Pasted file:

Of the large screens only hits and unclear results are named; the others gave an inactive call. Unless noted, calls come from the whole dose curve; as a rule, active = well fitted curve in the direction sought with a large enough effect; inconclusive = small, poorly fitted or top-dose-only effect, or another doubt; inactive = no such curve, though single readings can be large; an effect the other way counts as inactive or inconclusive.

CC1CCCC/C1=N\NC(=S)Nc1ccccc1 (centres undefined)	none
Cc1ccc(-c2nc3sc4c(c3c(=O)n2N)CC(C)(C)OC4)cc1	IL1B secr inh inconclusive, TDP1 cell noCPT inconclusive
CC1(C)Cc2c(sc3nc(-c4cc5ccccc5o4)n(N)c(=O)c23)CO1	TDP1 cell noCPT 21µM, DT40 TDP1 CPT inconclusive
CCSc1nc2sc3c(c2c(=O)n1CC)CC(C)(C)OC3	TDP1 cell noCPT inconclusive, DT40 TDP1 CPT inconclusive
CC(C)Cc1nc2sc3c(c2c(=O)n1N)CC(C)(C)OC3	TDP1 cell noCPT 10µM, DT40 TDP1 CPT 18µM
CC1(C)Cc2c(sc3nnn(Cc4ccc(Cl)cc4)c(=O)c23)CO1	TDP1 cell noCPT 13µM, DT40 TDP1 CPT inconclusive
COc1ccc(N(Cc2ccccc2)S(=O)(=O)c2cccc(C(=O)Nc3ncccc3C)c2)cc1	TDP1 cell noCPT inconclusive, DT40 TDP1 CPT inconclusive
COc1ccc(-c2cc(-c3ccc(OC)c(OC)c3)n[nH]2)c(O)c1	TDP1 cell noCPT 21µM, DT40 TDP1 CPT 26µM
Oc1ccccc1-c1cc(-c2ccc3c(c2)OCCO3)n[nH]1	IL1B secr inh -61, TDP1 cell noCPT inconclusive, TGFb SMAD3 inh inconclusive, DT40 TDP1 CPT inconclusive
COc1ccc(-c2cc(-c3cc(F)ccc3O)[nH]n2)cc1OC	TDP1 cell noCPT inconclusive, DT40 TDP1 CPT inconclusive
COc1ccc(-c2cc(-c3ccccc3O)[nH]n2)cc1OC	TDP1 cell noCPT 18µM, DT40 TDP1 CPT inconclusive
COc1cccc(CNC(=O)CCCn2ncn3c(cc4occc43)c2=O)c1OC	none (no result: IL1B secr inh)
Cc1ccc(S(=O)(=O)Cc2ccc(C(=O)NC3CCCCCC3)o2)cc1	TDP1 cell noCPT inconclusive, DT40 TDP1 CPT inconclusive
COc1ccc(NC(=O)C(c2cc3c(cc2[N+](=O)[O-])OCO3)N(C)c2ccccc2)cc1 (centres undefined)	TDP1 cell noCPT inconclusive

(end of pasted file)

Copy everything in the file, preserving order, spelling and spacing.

Of the large screens only hits and unclear results are named; the others gave an inactive call. Unless noted, calls come from the whole dose curve; as a rule, active = well fitted curve in the direction sought with a large enough effect; inconclusive = small, poorly fitted or top-dose-only effect, or another doubt; inactive = no such curve, though single readings can be large; an effect the other way counts as inactive or inconclusive.

CC1CCCC/C1=N\NC(=S)Nc1ccccc1 (centres undefined)	none
Cc1ccc(-c2nc3sc4c(c3c(=O)n2N)CC(C)(C)OC4)cc1	IL1B secr inh inconclusive, TDP1 cell noCPT inconclusive
CC1(C)Cc2c(sc3nc(-c4cc5ccccc5o4)n(N)c(=O)c23)CO1	TDP1 cell noCPT 21µM, DT40 TDP1 CPT inconclusive
CCSc1nc2sc3c(c2c(=O)n1CC)CC(C)(C)OC3	TDP1 cell noCPT inconclusive, DT40 TDP1 CPT inconclusive
CC(C)Cc1nc2sc3c(c2c(=O)n1N)CC(C)(C)OC3	TDP1 cell noCPT 10µM, DT40 TDP1 CPT 18µM
CC1(C)Cc2c(sc3nnn(Cc4ccc(Cl)cc4)c(=O)c23)CO1	TDP1 cell noCPT 13µM, DT40 TDP1 CPT inconclusive
COc1ccc(N(Cc2ccccc2)S(=O)(=O)c2cccc(C(=O)Nc3ncccc3C)c2)cc1	TDP1 cell noCPT inconclusive, DT40 TDP1 CPT inconclusive
COc1ccc(-c2cc(-c3ccc(OC)c(OC)c3)n[nH]2)c(O)c1	TDP1 cell noCPT 21µM, DT40 TDP1 CPT 26µM
Oc1ccccc1-c1cc(-c2ccc3c(c2)OCCO3)n[nH]1	IL1B secr inh -61, TDP1 cell noCPT inconclusive, TGFb SMAD3 inh inconclusive, DT40 TDP1 CPT inconclusive
COc1ccc(-c2cc(-c3cc(F)ccc3O)[nH]n2)cc1OC	TDP1 cell noCPT inconclusive, DT40 TDP1 CPT inconclusive
COc1ccc(-c2cc(-c3ccccc3O)[nH]n2)cc1OC	TDP1 cell noCPT 18µM, DT40 TDP1 CPT inconclusive
COc1cccc(CNC(=O)CCCn2ncn3c(cc4occc43)c2=O)c1OC	none (no result: IL1B secr inh)
Cc1ccc(S(=O)(=O)Cc2ccc(C(=O)NC3CCCCCC3)o2)cc1	TDP1 cell noCPT inconclusive, DT40 TDP1 CPT inconclusive
COc1ccc(NC(=O)C(c2cc3c(cc2[N+](=O)[O-])OCO3)N(C)c2ccccc2)cc1 (centres undefined)	TDP1 cell noCPT inconclusive